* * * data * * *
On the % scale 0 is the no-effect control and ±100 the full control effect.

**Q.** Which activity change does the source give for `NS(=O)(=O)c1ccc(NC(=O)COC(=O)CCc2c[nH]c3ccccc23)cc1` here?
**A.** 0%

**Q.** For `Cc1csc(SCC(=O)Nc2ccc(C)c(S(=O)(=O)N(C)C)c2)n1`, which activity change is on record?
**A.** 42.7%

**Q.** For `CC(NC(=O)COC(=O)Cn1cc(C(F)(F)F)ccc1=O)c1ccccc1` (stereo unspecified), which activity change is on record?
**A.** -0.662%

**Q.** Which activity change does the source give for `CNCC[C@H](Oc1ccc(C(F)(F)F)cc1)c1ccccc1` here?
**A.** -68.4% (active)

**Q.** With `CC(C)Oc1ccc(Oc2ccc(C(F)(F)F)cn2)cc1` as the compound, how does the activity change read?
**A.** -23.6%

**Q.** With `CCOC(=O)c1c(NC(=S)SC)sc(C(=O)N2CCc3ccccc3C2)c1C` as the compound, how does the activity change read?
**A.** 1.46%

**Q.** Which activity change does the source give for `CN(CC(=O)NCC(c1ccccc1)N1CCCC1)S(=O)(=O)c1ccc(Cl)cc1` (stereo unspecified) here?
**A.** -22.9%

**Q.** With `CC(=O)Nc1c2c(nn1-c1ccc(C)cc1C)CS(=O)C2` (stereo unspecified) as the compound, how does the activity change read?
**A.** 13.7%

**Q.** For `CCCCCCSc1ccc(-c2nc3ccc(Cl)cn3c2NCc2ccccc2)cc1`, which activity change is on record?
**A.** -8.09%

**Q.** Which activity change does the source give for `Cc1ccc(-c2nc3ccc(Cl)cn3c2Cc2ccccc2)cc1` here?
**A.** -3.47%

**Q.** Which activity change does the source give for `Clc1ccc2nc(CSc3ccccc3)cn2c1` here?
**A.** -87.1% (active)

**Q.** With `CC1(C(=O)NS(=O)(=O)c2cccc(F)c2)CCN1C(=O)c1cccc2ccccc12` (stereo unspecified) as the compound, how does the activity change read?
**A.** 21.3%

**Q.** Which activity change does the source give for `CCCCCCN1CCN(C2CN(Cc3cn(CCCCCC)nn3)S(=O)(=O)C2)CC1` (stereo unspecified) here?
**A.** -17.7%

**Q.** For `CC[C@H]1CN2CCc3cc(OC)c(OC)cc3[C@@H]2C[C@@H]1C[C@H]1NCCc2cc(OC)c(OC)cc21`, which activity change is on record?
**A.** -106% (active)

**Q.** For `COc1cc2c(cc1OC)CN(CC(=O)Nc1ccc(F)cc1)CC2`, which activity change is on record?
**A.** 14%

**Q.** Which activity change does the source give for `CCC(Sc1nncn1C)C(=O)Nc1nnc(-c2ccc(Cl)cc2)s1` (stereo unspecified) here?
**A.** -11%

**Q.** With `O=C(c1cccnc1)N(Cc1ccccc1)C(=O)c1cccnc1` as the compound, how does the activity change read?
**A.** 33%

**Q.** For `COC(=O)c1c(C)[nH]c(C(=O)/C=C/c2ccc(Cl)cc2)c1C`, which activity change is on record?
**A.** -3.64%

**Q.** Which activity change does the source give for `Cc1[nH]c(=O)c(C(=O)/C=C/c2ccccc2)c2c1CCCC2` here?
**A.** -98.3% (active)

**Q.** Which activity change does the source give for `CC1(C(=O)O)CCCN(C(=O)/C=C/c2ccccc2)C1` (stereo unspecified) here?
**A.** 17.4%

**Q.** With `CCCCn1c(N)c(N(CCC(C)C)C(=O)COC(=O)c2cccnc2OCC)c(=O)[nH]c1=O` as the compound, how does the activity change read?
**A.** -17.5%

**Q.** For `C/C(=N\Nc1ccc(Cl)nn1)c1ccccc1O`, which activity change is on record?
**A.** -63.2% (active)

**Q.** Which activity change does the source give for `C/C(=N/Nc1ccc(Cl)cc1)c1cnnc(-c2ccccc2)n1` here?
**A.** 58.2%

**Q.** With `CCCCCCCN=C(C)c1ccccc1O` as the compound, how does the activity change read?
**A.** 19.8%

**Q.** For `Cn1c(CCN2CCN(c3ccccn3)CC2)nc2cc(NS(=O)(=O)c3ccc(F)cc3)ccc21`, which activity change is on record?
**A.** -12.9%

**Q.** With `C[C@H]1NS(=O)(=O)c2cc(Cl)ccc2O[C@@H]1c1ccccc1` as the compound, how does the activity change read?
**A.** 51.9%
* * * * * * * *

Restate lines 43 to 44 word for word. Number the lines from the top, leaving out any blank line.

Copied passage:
**A.** -17.5%

**Q.** For `C/C(=N\Nc1ccc(Cl)nn1)c1ccccc1O`, which activity change is on record?